Asked about the dangers of targeting the wrong boats, Calleya said that if an action is authorised, it would be impossible to predict what would ultimately happen. 

“This is why a clear mandate is needed. Without that, any other intervention severely runs the risk of not meeting the required international legal framework which one is supposed to abide by.”

Calleya drove home the message that the EU should push tremendously its search and rescue mission where border control should not exclude saving lives. 

“The EU should immediately introduce a comprehensive search and rescue mechanism specifically in the centre of the Mediterranean because of the realities that exist,” he said.

The European Agenda on Migration was also welcomed by Brigadier Ret’d Martin Xuereb, director of the Migration Offshore Aid Station (MOAS).

The private mission helped rescue 1,441 people in just 12 days in back-to-back sea rescues from unseaworthy boats in the central Mediterranean Sea.

“MOAS sees itself as an extension of the coordinating centres. We are at their disposal just like any other vessel out at sea.  The difference is that rescuing migrants is our primary mission,” he said.

MY Phoenix, the vessel used by MOAS, is equipped with two drones which can fly up to 150 miles per hour, spotting and monitoring distressed vessels. This year MOAS was given access to fly its drones with the Libyan flight information region.

Asked whether MOAS would be ready to provide any intelligence gathered through its drones, Xuereb said such a question was “very hypothetical”.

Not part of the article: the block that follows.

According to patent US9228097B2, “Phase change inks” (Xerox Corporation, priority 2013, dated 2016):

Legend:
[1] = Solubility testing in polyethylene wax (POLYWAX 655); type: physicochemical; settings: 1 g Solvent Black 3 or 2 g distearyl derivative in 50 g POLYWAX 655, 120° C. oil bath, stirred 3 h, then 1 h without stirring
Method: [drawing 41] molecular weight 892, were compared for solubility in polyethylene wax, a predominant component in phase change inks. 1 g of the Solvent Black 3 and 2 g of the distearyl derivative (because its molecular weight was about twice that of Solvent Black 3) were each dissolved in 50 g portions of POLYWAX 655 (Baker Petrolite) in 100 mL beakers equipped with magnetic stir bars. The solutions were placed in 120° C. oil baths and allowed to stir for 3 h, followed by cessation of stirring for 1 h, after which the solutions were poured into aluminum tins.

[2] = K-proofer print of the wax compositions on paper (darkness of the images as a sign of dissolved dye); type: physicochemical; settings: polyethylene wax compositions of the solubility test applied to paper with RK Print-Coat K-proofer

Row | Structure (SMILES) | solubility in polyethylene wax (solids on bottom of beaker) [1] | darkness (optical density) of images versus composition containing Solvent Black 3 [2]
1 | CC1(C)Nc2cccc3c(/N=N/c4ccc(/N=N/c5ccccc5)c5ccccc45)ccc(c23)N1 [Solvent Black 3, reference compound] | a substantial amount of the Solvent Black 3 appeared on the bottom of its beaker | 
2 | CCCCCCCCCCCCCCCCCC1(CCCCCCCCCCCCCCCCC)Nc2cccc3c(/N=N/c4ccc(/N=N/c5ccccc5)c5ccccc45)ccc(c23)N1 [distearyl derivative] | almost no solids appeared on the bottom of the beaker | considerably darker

“There is no indication whatsoever that Europe is going to ask third parties to provide it with intelligence. We use our drones to assist us in our search and rescue missions,” he said.

‘Ridiculous’ resettlement scheme 

Although the humanitarian aspect takes a back seat, the document indicates a slight shift from the habitual Fortress Europe attitude to a more humanitarian approach. 

“There must be safe and legal ways for them to reach the EU,” the agenda says, adding that by the end of May the European Commission will propose an EU-wide resettlement scheme for 20,000 migrants who have been identified by the UN refugee agency as qualifying for protection. 

However, in comments to MaltaToday, Integra Foundation director Maria Pisani dubbed the plan as ridiculous and inadequate. 

“The proposed 20,000 places is nothing short of ridiculous and the reasons for this hardly need explanation. Suffice it to say that the number of arrivals in Italy, Greece, Malta, not to mention other EU States at the external borders by far surpasses this number,” she said. 

Pisani added that the number of arrivals to the EU is “a drop in the ocean” compared to the number of refugees being hosted by countries such as Turkey, Lebanon and Egypt, pointing out that the vast majority of displaced people, some 86%, are hosted by the poorest countries in the world.

“I would argue that responsibility for refugees must not be dictated by vicinity to a crisis,” the humanitarian NGO director said. 

The EU does acknowledge that while some EU countries have made a major contribution to global resettlement efforts, “others offer nothing and in many cases they are not making an alternative contribution in terms of receiving and accepting asylum requests or helping to fund the efforts of others.”

According to the proposed distribution, which takes into account GDP, size of population, unemployment rate, past numbers of asylum seekers and resettled refugees, and the efforts made on a voluntary basis by Member States, Malta is set to take in 138 migrants. 

But the recently re-elected UK home secretary, Theresa May, earned a rebuke by the commission after saying that Britain would not participate in the proposed mandatory EU resettlement scheme, indicating that some should be forcibly returned.

Writing in The Times, May argued that the EU should not encourage migrants to make the perilous journeys across the Mediterranean. 

“That is why the UK will not participate in a mandatory system of resettlement or relocation,” she wrote.

In reaction, commission vice-president Frans Timmermans said “what will make the situation worse is doing nothing. Inaction in the face of tragedy in the Mediterranean would destroy European credibility”.